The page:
New Zealand and Australia were the only countries with significant horse populations to be free of this disease. Australia does have some equine diseases that we don't but it was principally our mutual freedom from EI that has allowed the ease of movement between our two countries in the past. We have shared similar expectations in terms of Import Health Standards (the conditions we impose on horses from other countries) and horses that do quarantine in Australia are free to immediately enter New Zealand and vice versa. This incursion could have so easily been in our post arrival quarantine facility. We hope that it would have been contained there.

While our Import Health Standards and included quarantine requirements take into account a number of other exotic diseases it is the threat posed by EI that dominates most of the testing procedures and time intervals both for Pre Export Isolation (PEI) and Post arrival Quarantine (PAQ). These conditions will be widely aired and debated in following weeks but what can we recommend about the risk posed by people and gear?

The Equine Influenza virus is lipid enveloped (i.e. the outer membrane is covered by a fatty protective layer) and therefore detergents, which we all know are active against fats and oils, will destroy the virus. For this reason simple cleaning using water and detergents is a highly effective decontamination measure. Virkon (a disinfectant available from many agricultural and veterinary suppliers) at a concentration of 2% is recommended for highly contaminated areas. However the virus is sensitive to heat and a wide range of disinfectants including 0.4% available iodine solution, 4% Lysol, formalin, alcohol, detergents and oxidising substances. Phenolic or iodophor disinfectants are the most effective.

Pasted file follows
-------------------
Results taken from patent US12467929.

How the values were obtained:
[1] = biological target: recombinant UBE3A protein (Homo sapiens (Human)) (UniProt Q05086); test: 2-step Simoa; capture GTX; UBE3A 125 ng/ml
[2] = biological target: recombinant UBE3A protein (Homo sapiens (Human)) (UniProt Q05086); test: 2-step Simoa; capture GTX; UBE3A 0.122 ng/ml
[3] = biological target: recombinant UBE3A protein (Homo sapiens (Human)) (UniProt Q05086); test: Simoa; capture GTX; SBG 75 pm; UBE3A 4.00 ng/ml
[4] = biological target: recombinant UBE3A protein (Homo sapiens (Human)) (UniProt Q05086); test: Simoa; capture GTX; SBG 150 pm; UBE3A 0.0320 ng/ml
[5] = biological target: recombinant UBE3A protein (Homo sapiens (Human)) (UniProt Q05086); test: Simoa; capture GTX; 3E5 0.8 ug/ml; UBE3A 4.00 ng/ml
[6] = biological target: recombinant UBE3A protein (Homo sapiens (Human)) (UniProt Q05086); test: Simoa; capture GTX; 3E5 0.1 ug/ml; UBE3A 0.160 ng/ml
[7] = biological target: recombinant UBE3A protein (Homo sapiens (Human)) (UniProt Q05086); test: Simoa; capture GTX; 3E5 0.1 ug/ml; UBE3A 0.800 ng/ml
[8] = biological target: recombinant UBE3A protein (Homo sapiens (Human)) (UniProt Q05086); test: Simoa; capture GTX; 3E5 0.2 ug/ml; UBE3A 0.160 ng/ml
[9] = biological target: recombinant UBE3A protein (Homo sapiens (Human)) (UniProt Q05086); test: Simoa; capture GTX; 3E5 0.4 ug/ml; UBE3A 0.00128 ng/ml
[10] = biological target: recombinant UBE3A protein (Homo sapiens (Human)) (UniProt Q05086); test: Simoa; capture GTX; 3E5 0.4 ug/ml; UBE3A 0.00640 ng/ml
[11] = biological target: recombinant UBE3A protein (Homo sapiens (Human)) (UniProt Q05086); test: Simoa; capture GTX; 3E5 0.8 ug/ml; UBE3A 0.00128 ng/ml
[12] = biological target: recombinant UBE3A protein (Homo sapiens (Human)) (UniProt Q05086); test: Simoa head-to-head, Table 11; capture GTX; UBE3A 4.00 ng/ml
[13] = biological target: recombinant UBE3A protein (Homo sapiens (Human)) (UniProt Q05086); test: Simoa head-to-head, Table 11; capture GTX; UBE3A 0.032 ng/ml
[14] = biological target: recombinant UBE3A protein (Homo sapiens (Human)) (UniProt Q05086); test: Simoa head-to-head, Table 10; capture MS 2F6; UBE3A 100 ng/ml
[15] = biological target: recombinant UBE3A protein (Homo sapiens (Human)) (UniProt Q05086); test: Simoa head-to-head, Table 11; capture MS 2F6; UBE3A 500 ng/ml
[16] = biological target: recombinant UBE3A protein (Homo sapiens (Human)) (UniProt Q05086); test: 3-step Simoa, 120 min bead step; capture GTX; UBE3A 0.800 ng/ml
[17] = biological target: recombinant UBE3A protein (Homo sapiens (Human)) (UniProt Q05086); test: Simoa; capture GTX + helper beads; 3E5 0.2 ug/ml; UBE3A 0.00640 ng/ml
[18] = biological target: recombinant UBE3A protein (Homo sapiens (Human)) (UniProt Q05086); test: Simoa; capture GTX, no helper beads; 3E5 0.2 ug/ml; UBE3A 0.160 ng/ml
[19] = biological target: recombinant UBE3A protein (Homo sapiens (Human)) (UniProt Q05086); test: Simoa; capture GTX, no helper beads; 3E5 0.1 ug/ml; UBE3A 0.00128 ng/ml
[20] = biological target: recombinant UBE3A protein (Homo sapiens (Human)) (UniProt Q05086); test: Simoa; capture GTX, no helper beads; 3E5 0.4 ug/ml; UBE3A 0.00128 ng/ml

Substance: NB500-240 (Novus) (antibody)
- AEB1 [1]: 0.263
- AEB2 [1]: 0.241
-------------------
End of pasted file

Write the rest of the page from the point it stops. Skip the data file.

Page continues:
So equipment and tack that has been in contact with the virus can be readily cleaned and made safe. What about the people? There has been considerable debate about letting Australian jockeys ride in New Zealand but are they the real risk? Surely trainers, stable hands, drivers, owners, in fact anyone, who can get close to an infected horse or premise could be considered a risk.

If people who have been in contact with infected horses or premises wash thoroughly (with soap!), put on freshly washed clothes and different shoes or shoes cleaned and disinfected, then the risk of carrying and transmitting EI is negligible.

There have been recent comments about Equine Influenza Virus residing in the naso-pharynx of humans and this being a potential source of infection for our horses. It is recorded that the virus has been isolated from humans and there is experimental evidence that they can carry the virus for a period of time but there is no evidence of this ever having resulted in the transmission of the virus to horses. Obviously the closeness to Australia and the greater traffic of horses and horse people increases the risk of transmission of EI, but it must be remembered that we have allowed millions of visitors into New Zealand from countries where EI is endemic with no incursions to date.

So if you own, train or farm horses and have workers or visitors that have been in endemic areas of especially Australia (because it is 6-7 hours between horses) then to be really safe it may pay to keep them away from your horses for 3 days.

Dr John O'Flaherty
Technical Adviser and Board Member
New Zealand Equine Health Association Inc.

- Dr John O'Flaherty